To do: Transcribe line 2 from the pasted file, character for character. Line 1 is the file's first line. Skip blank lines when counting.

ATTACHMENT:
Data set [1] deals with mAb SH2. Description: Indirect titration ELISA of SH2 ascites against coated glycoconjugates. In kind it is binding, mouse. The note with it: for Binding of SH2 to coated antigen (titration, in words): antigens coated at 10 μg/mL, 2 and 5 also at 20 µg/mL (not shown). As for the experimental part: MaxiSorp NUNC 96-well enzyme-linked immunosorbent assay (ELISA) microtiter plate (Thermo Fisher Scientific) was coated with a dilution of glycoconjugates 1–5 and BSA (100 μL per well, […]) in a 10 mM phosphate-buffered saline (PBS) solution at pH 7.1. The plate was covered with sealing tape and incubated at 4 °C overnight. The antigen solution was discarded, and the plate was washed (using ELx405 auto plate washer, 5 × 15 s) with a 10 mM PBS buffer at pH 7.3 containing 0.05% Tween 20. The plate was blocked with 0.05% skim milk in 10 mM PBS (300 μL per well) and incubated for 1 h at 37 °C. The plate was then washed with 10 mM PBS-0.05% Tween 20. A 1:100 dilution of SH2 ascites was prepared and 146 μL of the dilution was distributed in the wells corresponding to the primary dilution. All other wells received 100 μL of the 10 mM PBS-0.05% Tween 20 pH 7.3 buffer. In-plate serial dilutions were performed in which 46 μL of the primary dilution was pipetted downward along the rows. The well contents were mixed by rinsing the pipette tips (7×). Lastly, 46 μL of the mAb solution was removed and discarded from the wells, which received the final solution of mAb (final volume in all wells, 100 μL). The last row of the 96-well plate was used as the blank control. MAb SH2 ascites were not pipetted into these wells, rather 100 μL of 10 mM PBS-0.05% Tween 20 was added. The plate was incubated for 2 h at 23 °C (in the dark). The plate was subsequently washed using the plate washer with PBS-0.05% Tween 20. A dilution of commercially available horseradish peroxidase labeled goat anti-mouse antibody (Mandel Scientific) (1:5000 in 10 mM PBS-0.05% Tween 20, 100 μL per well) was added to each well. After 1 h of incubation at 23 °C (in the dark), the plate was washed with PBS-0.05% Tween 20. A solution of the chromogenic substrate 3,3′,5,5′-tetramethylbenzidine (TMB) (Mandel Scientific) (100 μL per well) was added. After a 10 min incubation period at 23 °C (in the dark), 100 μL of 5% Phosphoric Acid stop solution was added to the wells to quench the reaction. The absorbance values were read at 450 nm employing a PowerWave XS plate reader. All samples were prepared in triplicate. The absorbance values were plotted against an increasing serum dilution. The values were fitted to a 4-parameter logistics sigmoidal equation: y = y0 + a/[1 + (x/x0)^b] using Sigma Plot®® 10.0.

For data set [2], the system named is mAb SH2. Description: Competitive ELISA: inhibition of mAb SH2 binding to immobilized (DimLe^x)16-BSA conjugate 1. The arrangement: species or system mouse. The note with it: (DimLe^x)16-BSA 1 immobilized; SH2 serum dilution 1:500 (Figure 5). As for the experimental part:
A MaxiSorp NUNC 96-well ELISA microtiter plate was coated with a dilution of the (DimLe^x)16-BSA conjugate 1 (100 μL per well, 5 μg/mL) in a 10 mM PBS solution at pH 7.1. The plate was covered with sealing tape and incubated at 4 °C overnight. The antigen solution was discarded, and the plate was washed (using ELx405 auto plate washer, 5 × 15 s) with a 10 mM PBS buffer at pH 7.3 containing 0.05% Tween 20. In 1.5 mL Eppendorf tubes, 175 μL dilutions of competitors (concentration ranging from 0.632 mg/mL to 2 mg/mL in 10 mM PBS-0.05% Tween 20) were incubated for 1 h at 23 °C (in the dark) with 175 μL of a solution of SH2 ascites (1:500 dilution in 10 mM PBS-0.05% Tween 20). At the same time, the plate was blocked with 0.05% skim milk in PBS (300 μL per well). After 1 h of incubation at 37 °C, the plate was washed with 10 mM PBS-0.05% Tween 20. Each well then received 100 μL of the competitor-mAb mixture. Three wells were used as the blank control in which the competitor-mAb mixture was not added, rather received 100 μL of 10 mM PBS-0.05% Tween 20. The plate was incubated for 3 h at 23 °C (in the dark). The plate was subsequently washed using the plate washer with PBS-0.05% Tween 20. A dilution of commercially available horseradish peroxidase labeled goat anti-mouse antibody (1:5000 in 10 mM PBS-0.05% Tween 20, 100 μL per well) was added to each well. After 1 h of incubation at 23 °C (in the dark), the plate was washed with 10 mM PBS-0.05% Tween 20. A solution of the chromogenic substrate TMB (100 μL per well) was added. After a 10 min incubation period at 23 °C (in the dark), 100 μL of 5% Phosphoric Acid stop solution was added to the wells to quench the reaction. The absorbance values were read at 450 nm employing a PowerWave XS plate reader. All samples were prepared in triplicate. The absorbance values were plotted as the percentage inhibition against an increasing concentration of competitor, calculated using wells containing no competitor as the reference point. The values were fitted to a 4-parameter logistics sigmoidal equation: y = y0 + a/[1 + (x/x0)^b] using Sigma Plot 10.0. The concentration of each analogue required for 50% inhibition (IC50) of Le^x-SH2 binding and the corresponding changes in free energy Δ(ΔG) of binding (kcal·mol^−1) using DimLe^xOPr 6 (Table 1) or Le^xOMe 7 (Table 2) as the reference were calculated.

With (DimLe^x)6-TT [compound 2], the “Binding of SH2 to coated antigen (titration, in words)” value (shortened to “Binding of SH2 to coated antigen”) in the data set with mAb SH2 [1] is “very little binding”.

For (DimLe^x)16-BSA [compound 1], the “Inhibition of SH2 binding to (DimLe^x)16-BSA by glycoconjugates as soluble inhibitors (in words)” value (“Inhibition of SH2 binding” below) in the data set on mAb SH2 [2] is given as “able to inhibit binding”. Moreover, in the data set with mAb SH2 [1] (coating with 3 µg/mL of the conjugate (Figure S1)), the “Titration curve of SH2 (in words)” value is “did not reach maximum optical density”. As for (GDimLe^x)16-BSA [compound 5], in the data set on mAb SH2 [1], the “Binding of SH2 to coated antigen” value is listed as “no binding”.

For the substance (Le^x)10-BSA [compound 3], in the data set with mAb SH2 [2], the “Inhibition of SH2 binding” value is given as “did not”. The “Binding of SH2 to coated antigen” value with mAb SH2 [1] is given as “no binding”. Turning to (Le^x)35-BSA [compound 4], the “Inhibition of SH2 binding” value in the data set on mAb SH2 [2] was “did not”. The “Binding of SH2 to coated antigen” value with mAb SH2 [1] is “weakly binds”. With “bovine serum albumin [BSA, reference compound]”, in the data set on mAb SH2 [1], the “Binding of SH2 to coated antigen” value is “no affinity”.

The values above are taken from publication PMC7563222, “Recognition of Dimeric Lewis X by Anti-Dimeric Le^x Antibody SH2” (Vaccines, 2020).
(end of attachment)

For data set [2], the system named is mAb SH2. Description: Competitive ELISA: inhibition of mAb SH2 binding to immobilized (DimLe^x)16-BSA conjugate 1. The arrangement: species or system mouse. The note with it: (DimLe^x)16-BSA 1 immobilized; SH2 serum dilution 1:500 (Figure 5). As for the experimental part: